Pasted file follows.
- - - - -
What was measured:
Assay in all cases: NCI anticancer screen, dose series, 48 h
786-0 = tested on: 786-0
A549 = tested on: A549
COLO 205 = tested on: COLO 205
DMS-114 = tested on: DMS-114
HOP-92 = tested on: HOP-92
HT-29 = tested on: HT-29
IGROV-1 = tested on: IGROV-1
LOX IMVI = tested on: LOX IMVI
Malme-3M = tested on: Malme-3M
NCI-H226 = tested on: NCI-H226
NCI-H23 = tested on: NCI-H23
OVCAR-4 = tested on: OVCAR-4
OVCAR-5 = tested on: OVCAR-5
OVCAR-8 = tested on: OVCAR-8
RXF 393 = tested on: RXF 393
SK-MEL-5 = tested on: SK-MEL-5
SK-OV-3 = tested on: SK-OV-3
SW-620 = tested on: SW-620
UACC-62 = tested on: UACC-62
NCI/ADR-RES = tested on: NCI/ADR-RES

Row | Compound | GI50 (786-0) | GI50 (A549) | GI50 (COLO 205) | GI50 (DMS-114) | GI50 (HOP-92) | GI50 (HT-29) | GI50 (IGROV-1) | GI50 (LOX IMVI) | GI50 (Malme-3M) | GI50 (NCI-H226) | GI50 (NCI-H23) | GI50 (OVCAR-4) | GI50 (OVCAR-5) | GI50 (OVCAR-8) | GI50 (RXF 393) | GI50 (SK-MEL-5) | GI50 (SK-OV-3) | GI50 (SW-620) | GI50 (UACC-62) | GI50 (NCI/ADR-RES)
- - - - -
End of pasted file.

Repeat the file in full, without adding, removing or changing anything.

What was measured:
Assay in all cases: NCI anticancer screen, dose series, 48 h
786-0 = tested on: 786-0
A549 = tested on: A549
COLO 205 = tested on: COLO 205
DMS-114 = tested on: DMS-114
HOP-92 = tested on: HOP-92
HT-29 = tested on: HT-29
IGROV-1 = tested on: IGROV-1
LOX IMVI = tested on: LOX IMVI
Malme-3M = tested on: Malme-3M
NCI-H226 = tested on: NCI-H226
NCI-H23 = tested on: NCI-H23
OVCAR-4 = tested on: OVCAR-4
OVCAR-5 = tested on: OVCAR-5
OVCAR-8 = tested on: OVCAR-8
RXF 393 = tested on: RXF 393
SK-MEL-5 = tested on: SK-MEL-5
SK-OV-3 = tested on: SK-OV-3
SW-620 = tested on: SW-620
UACC-62 = tested on: UACC-62
NCI/ADR-RES = tested on: NCI/ADR-RES

Row | Compound | GI50 (786-0) | GI50 (A549) | GI50 (COLO 205) | GI50 (DMS-114) | GI50 (HOP-92) | GI50 (HT-29) | GI50 (IGROV-1) | GI50 (LOX IMVI) | GI50 (Malme-3M) | GI50 (NCI-H226) | GI50 (NCI-H23) | GI50 (OVCAR-4) | GI50 (OVCAR-5) | GI50 (OVCAR-8) | GI50 (RXF 393) | GI50 (SK-MEL-5) | GI50 (SK-OV-3) | GI50 (SW-620) | GI50 (UACC-62) | GI50 (NCI/ADR-RES)